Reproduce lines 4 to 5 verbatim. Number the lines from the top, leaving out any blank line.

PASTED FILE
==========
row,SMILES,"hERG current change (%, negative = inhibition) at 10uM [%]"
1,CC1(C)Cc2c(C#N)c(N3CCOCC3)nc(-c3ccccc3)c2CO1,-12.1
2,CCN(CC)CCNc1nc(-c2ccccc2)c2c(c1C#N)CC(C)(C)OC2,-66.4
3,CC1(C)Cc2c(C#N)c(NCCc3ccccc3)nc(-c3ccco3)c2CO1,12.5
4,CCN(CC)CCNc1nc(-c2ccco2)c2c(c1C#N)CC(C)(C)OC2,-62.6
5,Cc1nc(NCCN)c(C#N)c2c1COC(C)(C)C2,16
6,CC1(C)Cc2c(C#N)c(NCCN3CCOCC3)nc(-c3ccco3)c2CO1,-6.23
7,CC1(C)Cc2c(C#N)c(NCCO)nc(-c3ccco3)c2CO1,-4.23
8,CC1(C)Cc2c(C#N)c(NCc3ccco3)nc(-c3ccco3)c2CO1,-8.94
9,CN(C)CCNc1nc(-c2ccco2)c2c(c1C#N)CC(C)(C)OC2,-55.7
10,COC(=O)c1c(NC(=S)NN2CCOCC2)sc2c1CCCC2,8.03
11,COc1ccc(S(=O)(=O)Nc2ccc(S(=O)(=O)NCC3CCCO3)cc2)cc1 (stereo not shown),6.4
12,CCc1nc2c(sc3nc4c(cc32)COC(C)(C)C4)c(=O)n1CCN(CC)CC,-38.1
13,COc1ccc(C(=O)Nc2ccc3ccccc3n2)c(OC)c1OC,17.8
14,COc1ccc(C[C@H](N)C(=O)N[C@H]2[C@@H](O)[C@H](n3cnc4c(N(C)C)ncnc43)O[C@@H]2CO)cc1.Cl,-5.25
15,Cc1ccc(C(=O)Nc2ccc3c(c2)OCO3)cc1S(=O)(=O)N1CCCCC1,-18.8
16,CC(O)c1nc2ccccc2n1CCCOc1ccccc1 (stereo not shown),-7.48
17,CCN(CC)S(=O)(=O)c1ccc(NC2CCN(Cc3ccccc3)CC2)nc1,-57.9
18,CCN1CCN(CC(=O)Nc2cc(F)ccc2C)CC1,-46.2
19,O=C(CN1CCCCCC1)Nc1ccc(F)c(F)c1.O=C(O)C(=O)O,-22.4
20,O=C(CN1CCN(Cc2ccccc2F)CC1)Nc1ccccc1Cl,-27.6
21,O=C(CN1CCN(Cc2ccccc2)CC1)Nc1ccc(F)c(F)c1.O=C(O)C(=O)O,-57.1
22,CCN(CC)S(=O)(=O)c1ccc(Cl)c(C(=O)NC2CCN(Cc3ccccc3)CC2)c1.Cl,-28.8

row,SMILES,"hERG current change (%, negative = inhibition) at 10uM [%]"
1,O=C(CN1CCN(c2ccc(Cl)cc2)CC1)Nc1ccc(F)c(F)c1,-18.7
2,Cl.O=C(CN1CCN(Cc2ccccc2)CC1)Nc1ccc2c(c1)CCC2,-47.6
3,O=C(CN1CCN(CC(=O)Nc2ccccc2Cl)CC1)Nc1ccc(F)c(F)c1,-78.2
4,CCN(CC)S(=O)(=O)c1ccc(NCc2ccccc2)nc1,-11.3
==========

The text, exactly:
3,CC1(C)Cc2c(C#N)c(NCCc3ccccc3)nc(-c3ccco3)c2CO1,12.5
4,CCN(CC)CCNc1nc(-c2ccco2)c2c(c1C#N)CC(C)(C)OC2,-62.6